The Security Week That Was: 10/05/07

Freed from Security

In mid-September, I was at the ISC East security tradeshow in New York, and among the things I was able to see at the booths was an interface that Honeywell's Security and Custom Electronics division had created. The interface allowed text messaging and online access to control the security system, and even had an interface whereby image stills from connected surveillance cameras could be sent to the cell phone.

Over at iControl Networks, they were showcasing a somewhat similar offering; again the main draw is that customers get remote access to their security system. Then this week, I happen to notice that the homepage of Protection One is touting the company's new e-Secure solution for alarm system owners. In summary, it gives them access over the web for full system control, and allows SMS text message control of some parts of the system. Notifications can be set which don't contact the central station, but which alert the user directly via their email or cellular phone.

What these (and more) companies in the alarm business are realizing is that your customers are turning into people who do real-time, self-monitoring. They want to see their financial account balance right now to see if that payment posted, not in 30 days when they get their statement. They check in for flights online, not at the flight desk. They show cute photos of their nieces instantly over their cell phones, rather than in their photo album before holiday dinner. Likewise, when it comes to the security system, these same people want it to do more, and they are probably willing to pay for the technology costs to add some extra sensors that are important to them (maybe a camera on the front door, or a moisture sensor in the basement), but they also want to take over the monitoring to some extent.

Don't be worried that this move towards self-monitoring under-cutting your central station; I fully believe that when the system goes into alarm mode, they want a professional response from a central station like the one you run. However, when it comes to other things that sensors and alarm systems can detect, like when their child arrives home from school, or when the temperature in the house drops below an acceptable level, they want to be directly involved in the process, because, after all, they are the ones who have to call the HVAC service company, and they are the ones who needs to call their child and ask them how their day at school went.

If you follow this trend in the commercial security side of our industry, as was evidenced at the ASIS show last week, it's mirrored in the number of video surveillance management systems that allow for remote access of video. In fact, I'd bet that if you were buying a video surveillance management system today, and the vendor told you that you'd have to be at the command center to see the video, you'd immediately tell them, "Thanks, but remote access is a pre-requisite." And, I should also note that each time I ask an end-user about their favorite feature of their surveillance system, they almost always tell me that it's the ability to log-in from home or from the road to see their facility and know that everything is still OK.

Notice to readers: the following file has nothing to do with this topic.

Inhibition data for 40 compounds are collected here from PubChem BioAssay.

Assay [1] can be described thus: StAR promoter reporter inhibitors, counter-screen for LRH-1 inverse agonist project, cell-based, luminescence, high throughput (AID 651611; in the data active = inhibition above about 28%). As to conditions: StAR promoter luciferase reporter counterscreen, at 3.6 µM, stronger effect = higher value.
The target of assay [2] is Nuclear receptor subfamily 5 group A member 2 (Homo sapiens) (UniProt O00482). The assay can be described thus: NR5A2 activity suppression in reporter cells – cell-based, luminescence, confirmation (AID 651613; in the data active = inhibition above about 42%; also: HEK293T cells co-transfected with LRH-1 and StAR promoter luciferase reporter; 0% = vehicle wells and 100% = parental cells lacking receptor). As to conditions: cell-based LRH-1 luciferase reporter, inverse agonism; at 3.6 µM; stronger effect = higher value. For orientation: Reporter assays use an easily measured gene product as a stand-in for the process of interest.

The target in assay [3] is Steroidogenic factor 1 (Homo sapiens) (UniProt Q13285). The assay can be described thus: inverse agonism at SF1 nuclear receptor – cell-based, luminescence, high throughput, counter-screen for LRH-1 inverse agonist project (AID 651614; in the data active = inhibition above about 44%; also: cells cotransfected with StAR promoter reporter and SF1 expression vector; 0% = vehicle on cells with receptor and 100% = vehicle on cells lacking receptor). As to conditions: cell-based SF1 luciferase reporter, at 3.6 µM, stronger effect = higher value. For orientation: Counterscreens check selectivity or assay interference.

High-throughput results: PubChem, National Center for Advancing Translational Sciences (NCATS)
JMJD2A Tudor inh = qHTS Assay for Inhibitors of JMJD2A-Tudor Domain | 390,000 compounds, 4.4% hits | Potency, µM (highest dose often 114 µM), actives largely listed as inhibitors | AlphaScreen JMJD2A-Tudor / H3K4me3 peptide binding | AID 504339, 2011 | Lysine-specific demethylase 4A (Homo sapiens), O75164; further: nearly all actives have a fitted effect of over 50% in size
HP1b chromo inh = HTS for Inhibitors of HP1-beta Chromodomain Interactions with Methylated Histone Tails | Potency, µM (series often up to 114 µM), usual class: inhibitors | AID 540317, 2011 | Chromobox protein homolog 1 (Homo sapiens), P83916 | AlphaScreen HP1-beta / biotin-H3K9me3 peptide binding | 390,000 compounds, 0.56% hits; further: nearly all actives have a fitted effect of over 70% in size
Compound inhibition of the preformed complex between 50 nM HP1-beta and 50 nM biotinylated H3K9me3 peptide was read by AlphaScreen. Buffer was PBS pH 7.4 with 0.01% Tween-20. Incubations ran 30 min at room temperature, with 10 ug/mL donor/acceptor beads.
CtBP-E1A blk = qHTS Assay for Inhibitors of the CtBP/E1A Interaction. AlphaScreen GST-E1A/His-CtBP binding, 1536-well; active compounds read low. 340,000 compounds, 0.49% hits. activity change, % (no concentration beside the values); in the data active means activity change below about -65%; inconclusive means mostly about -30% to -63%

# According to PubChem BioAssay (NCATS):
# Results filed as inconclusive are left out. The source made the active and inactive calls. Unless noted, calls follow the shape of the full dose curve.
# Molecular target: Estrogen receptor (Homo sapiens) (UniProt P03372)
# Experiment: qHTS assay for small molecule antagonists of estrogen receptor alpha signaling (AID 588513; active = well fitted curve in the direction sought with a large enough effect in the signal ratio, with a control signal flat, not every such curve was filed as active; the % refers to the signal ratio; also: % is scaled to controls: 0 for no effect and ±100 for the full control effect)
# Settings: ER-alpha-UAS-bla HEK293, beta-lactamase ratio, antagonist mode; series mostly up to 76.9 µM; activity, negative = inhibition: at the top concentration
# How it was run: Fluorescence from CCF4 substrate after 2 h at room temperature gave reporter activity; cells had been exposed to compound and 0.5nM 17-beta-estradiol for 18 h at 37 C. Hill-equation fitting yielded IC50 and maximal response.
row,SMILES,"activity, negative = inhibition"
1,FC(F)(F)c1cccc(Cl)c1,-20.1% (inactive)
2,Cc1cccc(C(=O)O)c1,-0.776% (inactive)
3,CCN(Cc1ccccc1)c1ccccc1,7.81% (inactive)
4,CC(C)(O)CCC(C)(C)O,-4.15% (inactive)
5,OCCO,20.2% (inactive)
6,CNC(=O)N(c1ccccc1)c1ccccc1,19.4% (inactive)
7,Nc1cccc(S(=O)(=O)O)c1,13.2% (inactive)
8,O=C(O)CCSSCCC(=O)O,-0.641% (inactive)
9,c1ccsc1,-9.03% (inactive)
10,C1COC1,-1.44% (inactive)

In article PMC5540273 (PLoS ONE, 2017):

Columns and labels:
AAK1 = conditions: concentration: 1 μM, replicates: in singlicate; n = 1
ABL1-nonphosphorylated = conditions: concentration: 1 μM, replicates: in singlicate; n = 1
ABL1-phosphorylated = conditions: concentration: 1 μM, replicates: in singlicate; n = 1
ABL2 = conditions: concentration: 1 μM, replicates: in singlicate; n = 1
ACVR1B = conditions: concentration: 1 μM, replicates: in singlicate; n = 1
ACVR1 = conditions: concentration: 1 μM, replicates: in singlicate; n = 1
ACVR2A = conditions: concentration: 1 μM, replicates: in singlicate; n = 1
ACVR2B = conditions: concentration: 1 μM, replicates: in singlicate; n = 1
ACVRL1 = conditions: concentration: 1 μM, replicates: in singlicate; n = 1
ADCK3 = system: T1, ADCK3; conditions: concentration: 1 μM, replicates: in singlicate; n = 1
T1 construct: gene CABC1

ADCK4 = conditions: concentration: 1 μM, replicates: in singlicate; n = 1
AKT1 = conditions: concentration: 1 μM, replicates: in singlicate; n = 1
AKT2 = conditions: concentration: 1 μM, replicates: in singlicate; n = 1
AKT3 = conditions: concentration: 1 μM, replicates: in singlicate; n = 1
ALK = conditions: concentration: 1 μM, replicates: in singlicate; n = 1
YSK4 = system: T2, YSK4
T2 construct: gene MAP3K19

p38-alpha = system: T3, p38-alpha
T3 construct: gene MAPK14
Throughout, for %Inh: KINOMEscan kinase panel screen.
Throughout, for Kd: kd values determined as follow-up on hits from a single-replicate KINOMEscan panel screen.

About a decade ago, the sharp increase in adoption of mobile computers and cell phones started freeing people from their desks. Now it's time we free them from the control panels and command stations of their security and surveillance systems.

More News from the World of Security
Technology integrations, sales integrations, random security, more…

Integration options keep expanding as vendors create direct methods to allow systems to work together. CoVi and Siemens are among the companies integrating their systems. Similarly Pelco and OnSSI – not exactly two companies you'd think of as partners even a year ago – are working together so that Pelco's IP cameras interface into OnSSI's video management software. … Residential services businesses are also integrating and it's in the form of sales; notably with ADT and Qwest partnering on a broadband-and-security deal for Qwest's residential customers. … Over at LAX (Los Angeles International Airport), they're testing a computer program called ARMOR that randomizes the airport security patrols with the intention of making security a little less predictable for would-be terrorists. … And finally, we close with the terrible news that two former police officers -- who were operating a Loomis armored car in Philadelphia -- were assassinated in their line of duty while servicing an ATM at a mall. Their third associate was injured in the attack, where police are still looking for a suspect who fled the scene.

Finally, a look at our most read stories of the week:

  • Pentagon Has Near and Long-Term Biometrics Strategy
  • Inside the Future of Video Surveillance at ASIS 2007
  • Lessons Learned from Virginia Tech
  • Expanded Focus on Situational Awareness Marks ASIS 2007 Exhibits
  • A Crash Course on Hardening Soft Targets
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